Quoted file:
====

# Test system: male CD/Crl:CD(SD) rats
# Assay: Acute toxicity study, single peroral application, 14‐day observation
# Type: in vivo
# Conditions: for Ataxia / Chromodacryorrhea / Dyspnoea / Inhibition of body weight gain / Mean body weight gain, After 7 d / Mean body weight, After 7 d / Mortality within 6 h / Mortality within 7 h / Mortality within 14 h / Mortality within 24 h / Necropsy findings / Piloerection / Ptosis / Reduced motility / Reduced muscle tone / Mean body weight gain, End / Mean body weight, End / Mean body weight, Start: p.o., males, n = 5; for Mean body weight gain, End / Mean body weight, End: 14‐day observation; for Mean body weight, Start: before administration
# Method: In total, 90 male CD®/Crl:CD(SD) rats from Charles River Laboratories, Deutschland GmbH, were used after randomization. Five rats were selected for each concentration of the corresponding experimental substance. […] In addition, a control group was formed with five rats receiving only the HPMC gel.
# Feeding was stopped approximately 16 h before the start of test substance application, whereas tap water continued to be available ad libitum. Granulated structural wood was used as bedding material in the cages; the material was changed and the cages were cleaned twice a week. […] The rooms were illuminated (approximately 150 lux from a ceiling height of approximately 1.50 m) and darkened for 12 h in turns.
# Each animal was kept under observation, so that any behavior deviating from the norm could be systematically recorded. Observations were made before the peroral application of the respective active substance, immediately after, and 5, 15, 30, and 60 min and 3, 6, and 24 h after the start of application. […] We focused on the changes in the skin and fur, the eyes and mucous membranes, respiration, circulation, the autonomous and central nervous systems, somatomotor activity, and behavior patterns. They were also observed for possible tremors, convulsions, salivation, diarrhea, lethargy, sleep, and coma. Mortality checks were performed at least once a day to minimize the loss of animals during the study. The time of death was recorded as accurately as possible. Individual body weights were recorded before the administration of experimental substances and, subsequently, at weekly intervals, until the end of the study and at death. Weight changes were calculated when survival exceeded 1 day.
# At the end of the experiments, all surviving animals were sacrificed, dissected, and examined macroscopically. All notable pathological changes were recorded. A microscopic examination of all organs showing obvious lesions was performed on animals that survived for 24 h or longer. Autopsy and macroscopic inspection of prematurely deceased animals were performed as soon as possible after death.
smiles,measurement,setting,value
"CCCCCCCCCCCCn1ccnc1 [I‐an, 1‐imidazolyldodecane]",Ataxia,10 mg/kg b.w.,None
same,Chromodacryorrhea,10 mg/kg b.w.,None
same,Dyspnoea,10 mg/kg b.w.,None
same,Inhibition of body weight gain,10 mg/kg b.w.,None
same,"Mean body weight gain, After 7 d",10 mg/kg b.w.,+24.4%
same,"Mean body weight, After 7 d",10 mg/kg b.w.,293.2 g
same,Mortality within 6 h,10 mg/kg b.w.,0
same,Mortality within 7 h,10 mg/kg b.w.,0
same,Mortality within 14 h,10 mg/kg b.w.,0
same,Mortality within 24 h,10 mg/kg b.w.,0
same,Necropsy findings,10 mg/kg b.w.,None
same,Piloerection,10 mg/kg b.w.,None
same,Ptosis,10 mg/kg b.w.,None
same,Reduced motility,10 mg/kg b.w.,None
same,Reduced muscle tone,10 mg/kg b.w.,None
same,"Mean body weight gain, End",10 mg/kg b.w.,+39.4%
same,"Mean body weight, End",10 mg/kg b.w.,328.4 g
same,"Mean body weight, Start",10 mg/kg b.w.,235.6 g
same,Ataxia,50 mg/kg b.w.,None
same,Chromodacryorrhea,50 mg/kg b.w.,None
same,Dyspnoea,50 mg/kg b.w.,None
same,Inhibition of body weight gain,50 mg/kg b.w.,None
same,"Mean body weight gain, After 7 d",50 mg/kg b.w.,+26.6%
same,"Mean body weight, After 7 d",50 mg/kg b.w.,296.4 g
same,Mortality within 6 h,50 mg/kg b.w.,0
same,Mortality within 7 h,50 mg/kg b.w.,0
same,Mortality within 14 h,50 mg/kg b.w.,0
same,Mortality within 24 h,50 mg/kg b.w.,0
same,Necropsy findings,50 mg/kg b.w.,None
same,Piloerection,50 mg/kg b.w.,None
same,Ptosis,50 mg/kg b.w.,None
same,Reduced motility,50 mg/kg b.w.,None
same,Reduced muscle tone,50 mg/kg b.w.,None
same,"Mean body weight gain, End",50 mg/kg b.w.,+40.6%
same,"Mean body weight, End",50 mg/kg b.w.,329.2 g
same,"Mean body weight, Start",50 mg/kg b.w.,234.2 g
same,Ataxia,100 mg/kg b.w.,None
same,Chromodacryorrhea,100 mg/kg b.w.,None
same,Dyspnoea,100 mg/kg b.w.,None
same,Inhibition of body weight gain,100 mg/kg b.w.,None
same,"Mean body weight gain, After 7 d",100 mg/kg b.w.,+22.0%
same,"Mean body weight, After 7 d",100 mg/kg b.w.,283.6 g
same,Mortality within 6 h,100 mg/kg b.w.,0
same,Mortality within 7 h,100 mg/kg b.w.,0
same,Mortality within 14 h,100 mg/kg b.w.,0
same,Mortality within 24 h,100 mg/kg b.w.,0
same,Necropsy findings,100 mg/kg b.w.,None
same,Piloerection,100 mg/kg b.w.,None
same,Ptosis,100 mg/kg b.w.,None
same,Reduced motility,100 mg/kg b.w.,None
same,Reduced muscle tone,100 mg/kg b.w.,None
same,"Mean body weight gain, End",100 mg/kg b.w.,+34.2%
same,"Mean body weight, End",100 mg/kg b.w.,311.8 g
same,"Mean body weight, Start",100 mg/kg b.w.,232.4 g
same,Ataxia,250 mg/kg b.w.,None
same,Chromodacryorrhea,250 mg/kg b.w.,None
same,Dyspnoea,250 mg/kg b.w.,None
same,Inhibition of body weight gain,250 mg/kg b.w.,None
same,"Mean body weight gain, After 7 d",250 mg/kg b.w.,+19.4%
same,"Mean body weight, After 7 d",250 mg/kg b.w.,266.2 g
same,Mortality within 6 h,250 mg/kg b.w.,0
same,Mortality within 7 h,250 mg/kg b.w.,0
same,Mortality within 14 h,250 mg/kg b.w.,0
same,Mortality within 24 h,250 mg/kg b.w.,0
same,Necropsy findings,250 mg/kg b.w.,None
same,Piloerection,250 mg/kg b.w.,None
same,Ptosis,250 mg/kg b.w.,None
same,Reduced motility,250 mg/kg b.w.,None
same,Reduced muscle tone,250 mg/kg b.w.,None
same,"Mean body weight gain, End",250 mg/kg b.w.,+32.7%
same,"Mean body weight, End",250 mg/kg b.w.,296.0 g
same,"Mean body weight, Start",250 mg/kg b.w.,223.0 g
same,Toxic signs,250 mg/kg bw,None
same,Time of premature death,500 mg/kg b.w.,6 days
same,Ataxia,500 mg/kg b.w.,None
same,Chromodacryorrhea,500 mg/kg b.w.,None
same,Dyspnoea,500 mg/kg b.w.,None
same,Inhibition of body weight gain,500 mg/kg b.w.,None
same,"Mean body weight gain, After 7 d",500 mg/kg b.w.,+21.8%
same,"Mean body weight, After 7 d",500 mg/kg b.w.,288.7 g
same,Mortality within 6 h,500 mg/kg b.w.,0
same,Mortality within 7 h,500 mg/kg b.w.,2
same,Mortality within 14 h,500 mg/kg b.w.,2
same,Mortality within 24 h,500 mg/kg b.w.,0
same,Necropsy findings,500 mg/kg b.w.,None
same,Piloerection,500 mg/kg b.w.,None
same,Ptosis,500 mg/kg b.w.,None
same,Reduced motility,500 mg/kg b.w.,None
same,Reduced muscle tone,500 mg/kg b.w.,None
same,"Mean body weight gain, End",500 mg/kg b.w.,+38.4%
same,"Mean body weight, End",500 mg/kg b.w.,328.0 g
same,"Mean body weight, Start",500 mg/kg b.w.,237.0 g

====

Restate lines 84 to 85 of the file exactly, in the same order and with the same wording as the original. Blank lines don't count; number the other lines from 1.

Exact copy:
same,Ataxia,500 mg/kg b.w.,None
same,Chromodacryorrhea,500 mg/kg b.w.,None